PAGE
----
• "We have, therefore, every confidence that an appreciation of the prayer "without ceasing"[3] that our Lord Jesus Christ commanded will take on new life. The book for the Liturgy of the Hours, distributed as it is according to seasons, continually strengthens and supports that prayer. The very celebration of the Liturgy of the Hours, especially when a community is gathered for this purpose, [my emphasis] expresses the genuine nature of the praying Church, and stands as a wonderful sign of that Church."
    • "The whole life of the faithful, hour by hour during day and night, is a kind of leitourgia or public service, in which the faithful give themselves over to the ministry of love toward God and neighbor, identifying themselves with the action of Christ, who by His life and self-offering sanctified the life of all mankind. The Liturgy of the Hours clearly expresses and effectively strengthens this sublime truth, embodied in the Christian life. For this reason the Liturgy of the Hours is recommended to all the faithful, including those who are not bound by law to their recitation. [my emphasis]"

    From the General Instruction of the Liturgy of the Hours (GILH):
    • In the celebration of the liturgy of the hours, as in all other liturgical services, "each one, minister or layperson, who has an office to perform, should do all of, but only, those parts which pertain to that office by the nature of the rite and the principles of liturgy." (#253)
    • Either the priest or a minister may lead the intercessions. (#257)
    • In the absence of a priest or deacon, the one who presides at the office is only one among equals and does not enter the sanctuary or greet and bless the people. (#258)

    Nn. 267-284 of the GILH provide the instructions related to singing the Office. This section is worth reading. (In fact, the whole GILH is worth reading.) No. 276 in particular gives the permission for mixed languages at any one celebration.

    Thanked by 1thenovice
  • bonniebede
    Posts: 755
    I did this for a couple of years in a small local parish. I just went ahead and sang the whole thing, with occasional latin pater noster and always latin marian antiphon. We gave out booklets. Sometimes i was the only one singing, eventually everyone who came sang along, including children. i used saint meinrad tones, and pretty much stuck to the same ones. I had the proper antiphons but never got as far as using them.
    my advice - sing everything you can from the start, even sing on one note (recto tono) but explain, and teach every week as you go along. But never ever let anyone think this is a prayer to be said - to which music is merely an added frill. oh, and we never hqd a priest or deacon, there is a formula for the conclusion when recited without a final blessing.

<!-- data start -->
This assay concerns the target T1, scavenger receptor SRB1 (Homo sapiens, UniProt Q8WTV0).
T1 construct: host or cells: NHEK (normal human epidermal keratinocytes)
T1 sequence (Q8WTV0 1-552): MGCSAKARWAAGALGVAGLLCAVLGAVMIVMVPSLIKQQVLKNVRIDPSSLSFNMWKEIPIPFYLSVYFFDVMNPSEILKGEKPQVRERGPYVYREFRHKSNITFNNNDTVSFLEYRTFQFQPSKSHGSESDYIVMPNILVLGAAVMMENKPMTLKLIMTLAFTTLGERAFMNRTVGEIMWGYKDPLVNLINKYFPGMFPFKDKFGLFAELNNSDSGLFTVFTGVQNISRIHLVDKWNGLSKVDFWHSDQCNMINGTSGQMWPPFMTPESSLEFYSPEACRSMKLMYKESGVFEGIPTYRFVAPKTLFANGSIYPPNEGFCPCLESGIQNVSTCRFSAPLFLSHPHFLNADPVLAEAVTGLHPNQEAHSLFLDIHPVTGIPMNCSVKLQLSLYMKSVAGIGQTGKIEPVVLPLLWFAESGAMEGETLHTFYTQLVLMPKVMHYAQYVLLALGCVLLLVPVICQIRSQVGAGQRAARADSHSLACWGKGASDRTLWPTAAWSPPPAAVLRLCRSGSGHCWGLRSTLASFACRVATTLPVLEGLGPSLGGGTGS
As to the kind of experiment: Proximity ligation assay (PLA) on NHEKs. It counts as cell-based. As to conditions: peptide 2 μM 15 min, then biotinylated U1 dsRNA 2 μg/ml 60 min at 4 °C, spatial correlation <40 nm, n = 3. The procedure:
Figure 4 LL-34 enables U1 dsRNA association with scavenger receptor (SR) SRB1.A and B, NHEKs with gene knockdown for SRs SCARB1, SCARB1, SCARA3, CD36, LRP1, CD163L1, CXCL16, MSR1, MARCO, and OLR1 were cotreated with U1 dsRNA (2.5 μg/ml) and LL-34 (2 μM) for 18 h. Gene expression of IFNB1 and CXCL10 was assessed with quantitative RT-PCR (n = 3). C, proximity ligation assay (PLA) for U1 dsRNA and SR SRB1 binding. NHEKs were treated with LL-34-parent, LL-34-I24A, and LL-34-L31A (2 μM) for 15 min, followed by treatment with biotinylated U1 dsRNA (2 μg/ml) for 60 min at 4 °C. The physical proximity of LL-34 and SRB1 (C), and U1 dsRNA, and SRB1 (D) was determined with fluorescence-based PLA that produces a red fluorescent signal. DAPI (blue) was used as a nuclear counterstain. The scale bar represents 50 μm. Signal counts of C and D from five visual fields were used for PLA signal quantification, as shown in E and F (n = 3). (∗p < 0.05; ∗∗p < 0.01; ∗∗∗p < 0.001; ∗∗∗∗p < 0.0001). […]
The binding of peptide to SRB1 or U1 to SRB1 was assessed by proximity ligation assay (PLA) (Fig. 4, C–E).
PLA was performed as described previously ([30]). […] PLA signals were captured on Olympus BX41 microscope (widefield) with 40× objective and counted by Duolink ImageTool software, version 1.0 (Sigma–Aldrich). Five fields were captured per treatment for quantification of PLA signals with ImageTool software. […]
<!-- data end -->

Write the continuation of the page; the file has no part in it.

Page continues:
• thenovice
    Posts: 5
    And I thought I was the only one dying to mainstream the Divine Office in these islands. :D May God sustain your efforts and bring it to fruition. My companions and I will pray for you!


    @balaanghuni Kumusta po? Thank you for your prayers! We will pray for you as well! You are not alone. Just like what Fr. Z always says: "Brick by brick".

    Ironically, even in a supposedly Catholic stronghold like our country, our chapel is suffering from low Mass attendance, and I blame it on "parish politics" among our chapel and parish officers. They have failed to respond to the threat of the arrival of Evangelicals in our barangay (I live in a province near Manila btw). I pray and hope that through the introduction of the LOTH, more activities will be added in the future.

    I have another question though, do you know of any hymnal or songbook where the melodies or the organ accompaniment for the hymns written in the Tagalog psalter can be found?

    I did this for a couple of years in a small local parish. I just went ahead and sang the whole thing, with occasional latin pater noster and always latin marian antiphon. We gave out booklets. Sometimes i was the only one singing, eventually everyone who came sang along, including children. i used saint meinrad tones, and pretty much stuck to the same ones. I had the proper antiphons but never got as far as using them.


    @bonniebede This is precisely what I wanted to do, and I desire these very same results as well! :D I wanted to show everyone that Latin is not just for the 'informed' and the 'educated', it's for everyone! It's a gift of the Church to all!

    Thank you for all of your insights! Will certainly put them all into consideration.
    Thanked by 1balaanghuni
  • thenovice
    Posts: 5
    In the absence of a priest or deacon, the one who presides at the office is only one among equals and does not enter the sanctuary or greet and bless the people. (#258)


    But can we still enter the sanctuary if we're only going to proclaim the readings at the lectern?
  • I find the thought of a lay person presiding the Office from the pews really adequate. As laymen and women we praise our Lord singing, reading and praying to the same direction.
    Thanked by 1thenovice